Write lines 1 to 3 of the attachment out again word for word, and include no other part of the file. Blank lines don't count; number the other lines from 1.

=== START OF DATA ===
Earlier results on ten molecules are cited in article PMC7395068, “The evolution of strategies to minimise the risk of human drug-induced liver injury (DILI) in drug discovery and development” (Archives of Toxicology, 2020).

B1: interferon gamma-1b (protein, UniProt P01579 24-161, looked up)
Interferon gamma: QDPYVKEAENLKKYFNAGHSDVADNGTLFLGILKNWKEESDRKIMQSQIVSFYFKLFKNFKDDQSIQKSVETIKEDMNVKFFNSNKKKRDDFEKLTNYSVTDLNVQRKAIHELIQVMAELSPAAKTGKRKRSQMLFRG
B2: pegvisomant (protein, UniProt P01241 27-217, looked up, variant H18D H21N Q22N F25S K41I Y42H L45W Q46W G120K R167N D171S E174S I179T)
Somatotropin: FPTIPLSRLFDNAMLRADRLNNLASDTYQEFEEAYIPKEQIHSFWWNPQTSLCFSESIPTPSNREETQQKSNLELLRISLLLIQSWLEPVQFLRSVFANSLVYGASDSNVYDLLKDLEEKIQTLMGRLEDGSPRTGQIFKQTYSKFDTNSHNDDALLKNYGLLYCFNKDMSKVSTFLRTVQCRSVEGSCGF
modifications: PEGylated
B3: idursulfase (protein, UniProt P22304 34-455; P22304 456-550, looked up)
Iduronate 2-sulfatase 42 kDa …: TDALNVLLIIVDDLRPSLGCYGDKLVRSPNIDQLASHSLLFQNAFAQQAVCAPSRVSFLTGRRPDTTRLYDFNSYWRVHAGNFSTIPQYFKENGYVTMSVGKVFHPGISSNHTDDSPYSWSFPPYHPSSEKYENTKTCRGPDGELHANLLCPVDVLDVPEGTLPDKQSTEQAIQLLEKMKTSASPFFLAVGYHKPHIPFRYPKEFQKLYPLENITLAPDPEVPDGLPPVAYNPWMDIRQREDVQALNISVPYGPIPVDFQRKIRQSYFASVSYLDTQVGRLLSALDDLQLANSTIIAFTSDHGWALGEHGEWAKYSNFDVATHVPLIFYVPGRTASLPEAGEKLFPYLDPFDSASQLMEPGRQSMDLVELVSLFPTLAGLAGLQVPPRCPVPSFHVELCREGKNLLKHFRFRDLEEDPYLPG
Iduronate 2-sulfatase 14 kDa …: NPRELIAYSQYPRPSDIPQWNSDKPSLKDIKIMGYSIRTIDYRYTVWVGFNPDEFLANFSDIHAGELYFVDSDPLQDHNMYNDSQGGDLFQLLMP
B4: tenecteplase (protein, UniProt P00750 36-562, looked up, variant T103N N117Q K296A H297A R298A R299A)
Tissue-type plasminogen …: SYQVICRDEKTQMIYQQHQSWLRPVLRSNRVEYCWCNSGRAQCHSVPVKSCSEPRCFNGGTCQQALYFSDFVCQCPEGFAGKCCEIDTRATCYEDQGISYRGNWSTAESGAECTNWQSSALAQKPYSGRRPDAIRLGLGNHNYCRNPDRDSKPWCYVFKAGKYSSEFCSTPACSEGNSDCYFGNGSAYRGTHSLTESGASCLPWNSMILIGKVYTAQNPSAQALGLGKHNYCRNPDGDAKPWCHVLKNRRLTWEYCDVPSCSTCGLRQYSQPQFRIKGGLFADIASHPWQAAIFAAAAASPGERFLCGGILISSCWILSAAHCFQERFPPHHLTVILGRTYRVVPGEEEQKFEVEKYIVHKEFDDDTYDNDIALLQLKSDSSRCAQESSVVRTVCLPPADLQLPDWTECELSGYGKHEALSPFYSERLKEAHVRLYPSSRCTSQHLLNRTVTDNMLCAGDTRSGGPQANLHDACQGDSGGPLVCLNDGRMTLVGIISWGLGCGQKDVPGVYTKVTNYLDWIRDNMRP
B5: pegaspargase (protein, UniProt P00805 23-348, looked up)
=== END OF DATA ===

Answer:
Earlier results on ten molecules are cited in article PMC7395068, “The evolution of strategies to minimise the risk of human drug-induced liver injury (DILI) in drug discovery and development” (Archives of Toxicology, 2020).

B1: interferon gamma-1b (protein, UniProt P01579 24-161, looked up)
Interferon gamma: QDPYVKEAENLKKYFNAGHSDVADNGTLFLGILKNWKEESDRKIMQSQIVSFYFKLFKNFKDDQSIQKSVETIKEDMNVKFFNSNKKKRDDFEKLTNYSVTDLNVQRKAIHELIQVMAELSPAAKTGKRKRSQMLFRG